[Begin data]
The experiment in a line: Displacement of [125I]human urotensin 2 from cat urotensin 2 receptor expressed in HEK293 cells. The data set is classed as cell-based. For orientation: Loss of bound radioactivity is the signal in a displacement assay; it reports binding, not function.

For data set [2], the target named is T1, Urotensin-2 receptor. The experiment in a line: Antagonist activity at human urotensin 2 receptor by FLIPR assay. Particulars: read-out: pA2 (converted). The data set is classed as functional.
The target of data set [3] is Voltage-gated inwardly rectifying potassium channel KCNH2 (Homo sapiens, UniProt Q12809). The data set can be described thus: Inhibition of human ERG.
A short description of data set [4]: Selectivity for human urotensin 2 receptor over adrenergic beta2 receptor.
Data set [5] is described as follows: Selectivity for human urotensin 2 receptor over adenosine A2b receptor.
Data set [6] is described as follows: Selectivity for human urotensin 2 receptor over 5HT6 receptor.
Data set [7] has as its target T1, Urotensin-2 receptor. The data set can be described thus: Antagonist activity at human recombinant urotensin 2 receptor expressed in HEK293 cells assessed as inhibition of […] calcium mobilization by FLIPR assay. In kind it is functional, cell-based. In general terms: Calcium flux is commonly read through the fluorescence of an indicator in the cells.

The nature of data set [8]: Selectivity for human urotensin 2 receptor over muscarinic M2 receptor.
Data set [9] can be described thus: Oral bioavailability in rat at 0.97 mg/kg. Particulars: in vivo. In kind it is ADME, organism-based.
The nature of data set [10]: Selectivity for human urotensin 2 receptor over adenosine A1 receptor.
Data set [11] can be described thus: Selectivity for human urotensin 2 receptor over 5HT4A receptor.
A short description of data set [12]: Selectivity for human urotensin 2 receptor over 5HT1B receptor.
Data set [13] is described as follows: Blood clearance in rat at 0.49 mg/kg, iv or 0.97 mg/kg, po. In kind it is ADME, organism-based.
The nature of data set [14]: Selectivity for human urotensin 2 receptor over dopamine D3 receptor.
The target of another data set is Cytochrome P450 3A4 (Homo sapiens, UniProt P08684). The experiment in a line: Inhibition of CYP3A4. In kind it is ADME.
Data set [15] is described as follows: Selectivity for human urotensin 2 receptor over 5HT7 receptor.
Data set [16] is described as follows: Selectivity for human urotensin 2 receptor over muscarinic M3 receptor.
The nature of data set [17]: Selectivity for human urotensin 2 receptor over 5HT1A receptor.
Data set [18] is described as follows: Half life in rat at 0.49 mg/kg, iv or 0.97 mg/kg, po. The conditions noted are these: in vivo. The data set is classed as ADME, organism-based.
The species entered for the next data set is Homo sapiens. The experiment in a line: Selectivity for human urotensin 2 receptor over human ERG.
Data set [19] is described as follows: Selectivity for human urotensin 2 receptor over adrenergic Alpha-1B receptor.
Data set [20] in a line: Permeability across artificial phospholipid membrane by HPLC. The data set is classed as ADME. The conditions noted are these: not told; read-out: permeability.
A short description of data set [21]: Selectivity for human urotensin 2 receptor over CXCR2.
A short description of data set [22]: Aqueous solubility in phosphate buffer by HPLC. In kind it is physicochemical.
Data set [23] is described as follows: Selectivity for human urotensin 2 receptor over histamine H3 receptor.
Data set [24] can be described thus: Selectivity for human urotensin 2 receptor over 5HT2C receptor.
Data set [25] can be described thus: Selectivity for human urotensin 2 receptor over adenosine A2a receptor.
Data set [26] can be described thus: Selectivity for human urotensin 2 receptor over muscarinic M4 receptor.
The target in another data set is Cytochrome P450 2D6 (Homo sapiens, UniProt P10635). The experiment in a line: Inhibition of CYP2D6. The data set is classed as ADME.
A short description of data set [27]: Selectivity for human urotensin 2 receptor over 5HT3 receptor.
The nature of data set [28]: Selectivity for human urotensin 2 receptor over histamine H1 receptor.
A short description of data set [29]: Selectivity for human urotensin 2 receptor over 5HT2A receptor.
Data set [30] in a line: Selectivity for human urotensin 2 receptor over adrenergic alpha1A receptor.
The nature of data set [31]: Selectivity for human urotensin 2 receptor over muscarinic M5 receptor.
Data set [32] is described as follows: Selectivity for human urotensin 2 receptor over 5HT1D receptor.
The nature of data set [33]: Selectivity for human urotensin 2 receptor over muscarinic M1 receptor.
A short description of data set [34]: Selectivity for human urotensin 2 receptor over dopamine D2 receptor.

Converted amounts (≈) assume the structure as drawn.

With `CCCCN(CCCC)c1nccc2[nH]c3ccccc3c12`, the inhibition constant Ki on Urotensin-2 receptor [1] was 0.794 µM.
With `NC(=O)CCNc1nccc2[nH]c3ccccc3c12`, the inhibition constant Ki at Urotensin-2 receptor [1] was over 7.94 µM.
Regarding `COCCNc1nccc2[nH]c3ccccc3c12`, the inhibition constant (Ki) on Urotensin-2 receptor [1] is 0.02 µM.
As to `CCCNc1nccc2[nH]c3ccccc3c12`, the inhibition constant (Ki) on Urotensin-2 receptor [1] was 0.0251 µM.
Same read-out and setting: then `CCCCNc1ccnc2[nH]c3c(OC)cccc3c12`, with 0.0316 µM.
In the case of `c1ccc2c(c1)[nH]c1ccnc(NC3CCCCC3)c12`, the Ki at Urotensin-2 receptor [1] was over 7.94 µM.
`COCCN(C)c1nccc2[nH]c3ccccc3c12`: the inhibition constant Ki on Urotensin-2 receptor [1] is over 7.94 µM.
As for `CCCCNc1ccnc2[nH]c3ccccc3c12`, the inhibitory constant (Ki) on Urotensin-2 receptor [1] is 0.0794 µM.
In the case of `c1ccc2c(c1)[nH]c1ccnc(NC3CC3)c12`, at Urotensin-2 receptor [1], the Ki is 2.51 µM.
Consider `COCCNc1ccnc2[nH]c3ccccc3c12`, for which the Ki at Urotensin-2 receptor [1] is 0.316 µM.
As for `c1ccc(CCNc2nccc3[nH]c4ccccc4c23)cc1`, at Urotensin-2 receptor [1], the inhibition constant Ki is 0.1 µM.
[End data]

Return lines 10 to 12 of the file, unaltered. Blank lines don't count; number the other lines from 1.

The nature of data set [10]: Selectivity for human urotensin 2 receptor over adenosine A1 receptor.
Data set [11] can be described thus: Selectivity for human urotensin 2 receptor over 5HT4A receptor.
A short description of data set [12]: Selectivity for human urotensin 2 receptor over 5HT1B receptor.